Day 6: ES2015

Apparently now knowing much about the ECMAScript2015 is hurting my learning about Vue.js, so a crash course on ES6 might help.

Setup

Though most modern browsers support ES6 already, a lot of old ones don’t. That’s when Babel comes in handy.
Create a package.json file echo {} > package.json, run npm install --save-dev babel-cli then install some babel presets npm install babel-preset-es2015 --save-dev, load the presets echo '{"presets": ["es2015"] }' > .babelrc, then you can add a script section in package.json so that we can later use npm run build to compile the javascript easier.

"scripts": {
    "build": "babel src -d output"
  }

let, const vs var

Old javascript has this problem Hoisting.

function fire(bool) {
    if (bool) {
        var foo = 'bar';
        console.log(foo);
    } else {
        console.log(foo);
    }
}

Even though you declare foo in the if block, javascipt is actually declaring it in the top scope. So even if you run fire(false), there’s no error getting thrown to you, instead you get an undefined.
With let you can have block level declaration. So:

function fire(bool) {
    if (bool) {
        let foo = 'bar';
        console.log(foo);
    } else {
        console.log(foo);
    }
}

Now you have the same behaviour as what you would get with any other traditional language.

const seems to let you declare immutable variables, but it is not strictly immutable.

const names = ['abe', 'bob'];

if you try to reassign names

names = ['candy'];

it will stop you.

But you can do names.push('david');
A bit weird right?
Yeah it is.

if you want absolute immutability, you can use force immutability with `const names = Object.freeze([…]);

var doesn’t seem very useful now. We don’t use it anymore pretty much.

=>

=> replaces the old and long syntax.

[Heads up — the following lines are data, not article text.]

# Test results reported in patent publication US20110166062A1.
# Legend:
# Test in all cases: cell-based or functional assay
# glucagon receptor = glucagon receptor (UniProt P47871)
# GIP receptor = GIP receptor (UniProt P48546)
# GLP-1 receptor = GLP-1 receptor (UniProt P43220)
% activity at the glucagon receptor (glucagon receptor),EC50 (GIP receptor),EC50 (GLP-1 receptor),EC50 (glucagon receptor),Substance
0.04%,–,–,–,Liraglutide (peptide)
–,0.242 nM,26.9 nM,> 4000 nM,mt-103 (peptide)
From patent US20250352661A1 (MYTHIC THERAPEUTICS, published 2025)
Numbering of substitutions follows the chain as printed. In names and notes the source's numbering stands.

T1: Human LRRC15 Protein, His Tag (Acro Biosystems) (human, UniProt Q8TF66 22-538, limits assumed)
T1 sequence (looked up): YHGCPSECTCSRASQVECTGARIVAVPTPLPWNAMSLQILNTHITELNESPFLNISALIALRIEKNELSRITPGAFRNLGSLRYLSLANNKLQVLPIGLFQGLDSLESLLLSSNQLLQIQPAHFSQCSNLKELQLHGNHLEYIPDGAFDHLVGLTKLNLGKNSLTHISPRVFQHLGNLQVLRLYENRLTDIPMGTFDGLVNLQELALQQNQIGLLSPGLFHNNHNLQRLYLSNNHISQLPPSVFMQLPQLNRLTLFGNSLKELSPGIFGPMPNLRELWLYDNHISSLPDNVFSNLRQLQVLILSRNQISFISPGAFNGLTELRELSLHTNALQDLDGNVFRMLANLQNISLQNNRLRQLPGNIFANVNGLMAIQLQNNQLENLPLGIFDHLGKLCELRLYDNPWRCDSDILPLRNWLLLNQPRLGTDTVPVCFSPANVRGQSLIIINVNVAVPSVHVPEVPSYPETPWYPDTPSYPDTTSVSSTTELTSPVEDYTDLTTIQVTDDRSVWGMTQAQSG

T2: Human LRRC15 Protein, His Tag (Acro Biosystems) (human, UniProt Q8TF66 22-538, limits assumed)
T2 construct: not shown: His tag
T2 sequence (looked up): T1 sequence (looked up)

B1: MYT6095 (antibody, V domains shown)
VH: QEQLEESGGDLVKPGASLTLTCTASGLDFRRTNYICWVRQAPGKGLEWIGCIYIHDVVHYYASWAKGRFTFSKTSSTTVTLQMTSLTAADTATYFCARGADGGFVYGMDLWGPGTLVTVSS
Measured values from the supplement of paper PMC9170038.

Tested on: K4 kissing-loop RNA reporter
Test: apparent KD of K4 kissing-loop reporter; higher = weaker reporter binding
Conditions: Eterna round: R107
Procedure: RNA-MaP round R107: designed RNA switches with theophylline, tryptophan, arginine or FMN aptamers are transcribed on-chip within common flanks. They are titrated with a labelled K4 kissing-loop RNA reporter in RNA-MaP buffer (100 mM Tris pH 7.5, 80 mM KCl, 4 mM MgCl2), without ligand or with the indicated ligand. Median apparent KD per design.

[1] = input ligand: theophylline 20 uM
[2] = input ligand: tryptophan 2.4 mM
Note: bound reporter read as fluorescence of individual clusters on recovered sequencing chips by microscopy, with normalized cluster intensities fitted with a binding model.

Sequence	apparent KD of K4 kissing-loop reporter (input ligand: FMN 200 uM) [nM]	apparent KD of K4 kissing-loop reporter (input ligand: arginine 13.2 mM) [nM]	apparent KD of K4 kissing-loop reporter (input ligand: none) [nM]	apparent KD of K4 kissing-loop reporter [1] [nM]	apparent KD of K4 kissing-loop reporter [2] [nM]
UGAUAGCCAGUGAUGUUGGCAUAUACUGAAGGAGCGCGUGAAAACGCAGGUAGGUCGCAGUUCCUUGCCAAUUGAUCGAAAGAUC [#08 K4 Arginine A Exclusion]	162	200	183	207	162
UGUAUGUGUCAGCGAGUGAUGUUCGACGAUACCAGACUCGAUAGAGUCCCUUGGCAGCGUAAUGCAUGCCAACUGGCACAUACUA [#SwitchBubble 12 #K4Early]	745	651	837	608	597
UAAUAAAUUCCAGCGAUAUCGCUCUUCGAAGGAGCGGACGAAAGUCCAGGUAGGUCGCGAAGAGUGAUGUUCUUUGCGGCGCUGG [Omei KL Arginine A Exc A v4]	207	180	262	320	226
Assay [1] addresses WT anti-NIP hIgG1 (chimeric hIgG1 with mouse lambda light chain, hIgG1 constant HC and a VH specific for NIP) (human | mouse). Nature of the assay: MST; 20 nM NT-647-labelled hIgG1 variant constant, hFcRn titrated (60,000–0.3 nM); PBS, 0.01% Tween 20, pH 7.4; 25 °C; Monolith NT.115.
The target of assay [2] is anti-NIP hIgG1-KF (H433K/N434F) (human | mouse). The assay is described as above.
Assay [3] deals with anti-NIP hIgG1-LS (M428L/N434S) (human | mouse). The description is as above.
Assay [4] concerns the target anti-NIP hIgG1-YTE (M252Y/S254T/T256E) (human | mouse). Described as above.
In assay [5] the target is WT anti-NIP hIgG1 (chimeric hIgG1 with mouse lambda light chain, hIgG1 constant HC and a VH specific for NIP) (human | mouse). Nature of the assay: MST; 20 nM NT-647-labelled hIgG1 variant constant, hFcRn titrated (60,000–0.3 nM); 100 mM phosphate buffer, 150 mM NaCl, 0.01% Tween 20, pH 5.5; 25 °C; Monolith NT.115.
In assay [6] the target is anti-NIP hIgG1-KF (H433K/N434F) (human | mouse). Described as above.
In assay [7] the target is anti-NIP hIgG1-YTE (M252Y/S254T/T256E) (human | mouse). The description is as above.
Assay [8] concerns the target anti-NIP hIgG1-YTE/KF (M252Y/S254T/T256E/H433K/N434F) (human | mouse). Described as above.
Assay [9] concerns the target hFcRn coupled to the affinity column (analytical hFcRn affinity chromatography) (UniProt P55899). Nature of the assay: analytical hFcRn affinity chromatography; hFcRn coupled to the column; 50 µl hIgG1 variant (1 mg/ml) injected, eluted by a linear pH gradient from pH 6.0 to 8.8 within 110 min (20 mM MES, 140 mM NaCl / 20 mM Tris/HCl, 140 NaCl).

this.tasks.forEach(task => console.log(task));

instead of

this.tasks.forEach(function(task) {
            console.log(task)
        });

Much cleaner.
If you have more parameters than one, (task, secondPara) => console.log(task, secondPara).
The parenthesis can always be there, but can be omitted if there’s a single argument.
If no argument is needed: () => console.log(task, secondPara) the parenthesis must be there.
if there are more than 1 line in the function, put {} around the body and it should be fine.
If we do choose to use the single line approach, there is am implicit return after => the arrow.

Default Parameters

function applyDiscount(cost, discount = .10) {
    return cost - (cost * discount);
}

Instead of the old

function applyDiscount(cost, discount) {
    discount = discount || .10;
    return cost - (cost * discount);
}

One cool thing is that you can pass in functions as the default parameter as well.

function applyDiscount(cost, discount = getDefault()) {
    return cost - (cost * discount);
}

Rest

function sum(...numbers) {
    return numbers.reduce((prev, current) => prev + current);
}

console.log(sum(1,2,3,4,6,7));

Rest will translate the argument into an array.

Spread

function sum2(x, y){
    return x + y;
}

let nums = [1,2];
console.log(sum2(...nums));

Spread splits an array into arguments.

Template Strings

Backticks can be used around long template strings, and the end result is still a string and you can still use stuff like trim() on them.
To insert variables in a template string, use ${ varName }.

Leave a Reply

Your email address will not be published. Required fields are marked *